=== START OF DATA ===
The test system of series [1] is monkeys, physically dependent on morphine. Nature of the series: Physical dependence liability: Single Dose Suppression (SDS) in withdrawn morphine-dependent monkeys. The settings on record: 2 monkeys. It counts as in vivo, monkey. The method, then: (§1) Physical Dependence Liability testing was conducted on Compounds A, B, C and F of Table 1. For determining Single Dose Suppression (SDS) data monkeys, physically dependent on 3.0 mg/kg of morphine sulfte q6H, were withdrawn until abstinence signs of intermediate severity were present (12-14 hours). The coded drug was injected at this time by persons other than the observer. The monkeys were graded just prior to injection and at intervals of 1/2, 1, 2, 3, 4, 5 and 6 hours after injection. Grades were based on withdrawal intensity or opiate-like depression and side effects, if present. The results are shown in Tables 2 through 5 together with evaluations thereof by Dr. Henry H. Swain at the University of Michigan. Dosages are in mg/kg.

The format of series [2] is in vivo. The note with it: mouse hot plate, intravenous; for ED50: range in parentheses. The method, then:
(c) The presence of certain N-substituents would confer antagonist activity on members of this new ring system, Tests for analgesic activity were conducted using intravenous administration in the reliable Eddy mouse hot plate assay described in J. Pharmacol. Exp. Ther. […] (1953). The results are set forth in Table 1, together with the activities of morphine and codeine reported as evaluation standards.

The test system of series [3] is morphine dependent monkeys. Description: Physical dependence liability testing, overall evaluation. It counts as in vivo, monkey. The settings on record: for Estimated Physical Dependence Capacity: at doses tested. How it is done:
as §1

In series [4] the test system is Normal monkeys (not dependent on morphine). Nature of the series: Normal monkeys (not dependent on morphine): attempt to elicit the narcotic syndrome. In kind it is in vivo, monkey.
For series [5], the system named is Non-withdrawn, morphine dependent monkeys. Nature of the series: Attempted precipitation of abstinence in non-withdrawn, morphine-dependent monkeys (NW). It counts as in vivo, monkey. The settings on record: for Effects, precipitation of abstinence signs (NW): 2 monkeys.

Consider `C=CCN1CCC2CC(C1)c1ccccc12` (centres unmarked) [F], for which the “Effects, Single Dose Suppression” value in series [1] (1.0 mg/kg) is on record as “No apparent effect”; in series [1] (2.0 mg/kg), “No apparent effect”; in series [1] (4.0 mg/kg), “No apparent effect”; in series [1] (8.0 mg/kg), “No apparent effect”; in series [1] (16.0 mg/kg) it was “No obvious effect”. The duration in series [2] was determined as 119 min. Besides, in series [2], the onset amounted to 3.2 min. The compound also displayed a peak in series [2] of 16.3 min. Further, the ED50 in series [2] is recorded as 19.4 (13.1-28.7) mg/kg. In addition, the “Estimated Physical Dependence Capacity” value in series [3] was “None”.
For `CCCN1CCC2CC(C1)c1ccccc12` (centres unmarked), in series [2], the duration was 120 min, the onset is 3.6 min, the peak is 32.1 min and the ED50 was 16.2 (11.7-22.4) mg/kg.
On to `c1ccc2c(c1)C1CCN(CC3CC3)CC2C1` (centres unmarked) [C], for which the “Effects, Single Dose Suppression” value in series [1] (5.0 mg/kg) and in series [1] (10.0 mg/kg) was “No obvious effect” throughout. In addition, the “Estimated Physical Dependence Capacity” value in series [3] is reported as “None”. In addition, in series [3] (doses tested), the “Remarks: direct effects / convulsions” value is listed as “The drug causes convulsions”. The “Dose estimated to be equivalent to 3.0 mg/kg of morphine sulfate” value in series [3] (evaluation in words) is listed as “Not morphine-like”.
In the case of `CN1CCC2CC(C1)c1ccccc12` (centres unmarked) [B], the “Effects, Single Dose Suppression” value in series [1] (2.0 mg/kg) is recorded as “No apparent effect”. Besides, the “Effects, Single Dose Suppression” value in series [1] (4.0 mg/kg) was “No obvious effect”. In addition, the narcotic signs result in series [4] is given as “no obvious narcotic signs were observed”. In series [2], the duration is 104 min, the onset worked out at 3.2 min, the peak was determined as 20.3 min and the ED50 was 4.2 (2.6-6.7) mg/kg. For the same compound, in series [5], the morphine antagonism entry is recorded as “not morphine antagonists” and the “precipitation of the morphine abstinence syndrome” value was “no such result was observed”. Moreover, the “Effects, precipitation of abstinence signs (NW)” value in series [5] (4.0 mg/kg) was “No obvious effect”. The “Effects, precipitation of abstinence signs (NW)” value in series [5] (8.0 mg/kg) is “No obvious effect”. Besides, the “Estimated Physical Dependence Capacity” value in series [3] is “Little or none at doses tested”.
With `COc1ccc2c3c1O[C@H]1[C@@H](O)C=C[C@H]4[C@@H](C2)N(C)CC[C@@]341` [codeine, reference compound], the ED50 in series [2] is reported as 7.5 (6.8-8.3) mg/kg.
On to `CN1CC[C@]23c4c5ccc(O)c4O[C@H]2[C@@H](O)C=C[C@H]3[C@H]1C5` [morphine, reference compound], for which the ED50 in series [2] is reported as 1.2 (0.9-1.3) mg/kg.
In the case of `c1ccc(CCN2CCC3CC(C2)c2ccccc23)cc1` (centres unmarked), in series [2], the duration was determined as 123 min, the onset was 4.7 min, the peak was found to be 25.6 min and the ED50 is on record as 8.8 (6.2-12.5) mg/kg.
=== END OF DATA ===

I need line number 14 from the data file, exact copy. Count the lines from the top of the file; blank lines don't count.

In the case of `c1ccc(CCN2CCC3CC(C2)c2ccccc23)cc1` (centres unmarked), in series [2], the duration was determined as 123 min, the onset was 4.7 min, the peak was found to be 25.6 min and the ED50 is on record as 8.8 (6.2-12.5) mg/kg.